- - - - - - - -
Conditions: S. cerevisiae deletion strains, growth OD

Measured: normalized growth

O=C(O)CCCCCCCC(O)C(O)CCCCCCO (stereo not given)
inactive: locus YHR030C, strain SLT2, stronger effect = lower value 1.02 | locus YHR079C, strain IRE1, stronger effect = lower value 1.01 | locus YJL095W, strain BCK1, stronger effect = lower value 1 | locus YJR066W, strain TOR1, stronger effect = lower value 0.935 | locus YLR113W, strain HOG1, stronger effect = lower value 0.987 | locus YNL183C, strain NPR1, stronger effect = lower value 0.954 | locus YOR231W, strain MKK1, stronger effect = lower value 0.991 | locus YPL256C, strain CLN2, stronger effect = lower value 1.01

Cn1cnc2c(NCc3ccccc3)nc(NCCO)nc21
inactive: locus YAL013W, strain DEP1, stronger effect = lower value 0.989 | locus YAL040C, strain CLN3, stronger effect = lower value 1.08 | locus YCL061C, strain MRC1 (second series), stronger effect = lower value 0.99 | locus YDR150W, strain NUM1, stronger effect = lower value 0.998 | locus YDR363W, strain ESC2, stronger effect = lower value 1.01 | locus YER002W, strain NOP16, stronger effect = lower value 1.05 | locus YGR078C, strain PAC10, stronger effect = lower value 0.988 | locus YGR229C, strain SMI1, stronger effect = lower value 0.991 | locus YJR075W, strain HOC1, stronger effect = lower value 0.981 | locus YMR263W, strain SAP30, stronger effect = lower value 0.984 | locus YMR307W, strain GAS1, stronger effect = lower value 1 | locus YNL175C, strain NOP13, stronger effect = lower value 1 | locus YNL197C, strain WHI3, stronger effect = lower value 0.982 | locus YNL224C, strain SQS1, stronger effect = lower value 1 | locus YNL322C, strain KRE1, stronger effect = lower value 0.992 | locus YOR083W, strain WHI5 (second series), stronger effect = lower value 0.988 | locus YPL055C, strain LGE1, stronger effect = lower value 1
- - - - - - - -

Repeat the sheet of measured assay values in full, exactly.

Conditions: S. cerevisiae deletion strains, growth OD

Measured: normalized growth

O=C(O)CCCCCCCC(O)C(O)CCCCCCO (stereo not given)
inactive: locus YHR030C, strain SLT2, stronger effect = lower value 1.02 | locus YHR079C, strain IRE1, stronger effect = lower value 1.01 | locus YJL095W, strain BCK1, stronger effect = lower value 1 | locus YJR066W, strain TOR1, stronger effect = lower value 0.935 | locus YLR113W, strain HOG1, stronger effect = lower value 0.987 | locus YNL183C, strain NPR1, stronger effect = lower value 0.954 | locus YOR231W, strain MKK1, stronger effect = lower value 0.991 | locus YPL256C, strain CLN2, stronger effect = lower value 1.01

Cn1cnc2c(NCc3ccccc3)nc(NCCO)nc21
inactive: locus YAL013W, strain DEP1, stronger effect = lower value 0.989 | locus YAL040C, strain CLN3, stronger effect = lower value 1.08 | locus YCL061C, strain MRC1 (second series), stronger effect = lower value 0.99 | locus YDR150W, strain NUM1, stronger effect = lower value 0.998 | locus YDR363W, strain ESC2, stronger effect = lower value 1.01 | locus YER002W, strain NOP16, stronger effect = lower value 1.05 | locus YGR078C, strain PAC10, stronger effect = lower value 0.988 | locus YGR229C, strain SMI1, stronger effect = lower value 0.991 | locus YJR075W, strain HOC1, stronger effect = lower value 0.981 | locus YMR263W, strain SAP30, stronger effect = lower value 0.984 | locus YMR307W, strain GAS1, stronger effect = lower value 1 | locus YNL175C, strain NOP13, stronger effect = lower value 1 | locus YNL197C, strain WHI3, stronger effect = lower value 0.982 | locus YNL224C, strain SQS1, stronger effect = lower value 1 | locus YNL322C, strain KRE1, stronger effect = lower value 0.992 | locus YOR083W, strain WHI5 (second series), stronger effect = lower value 0.988 | locus YPL055C, strain LGE1, stronger effect = lower value 1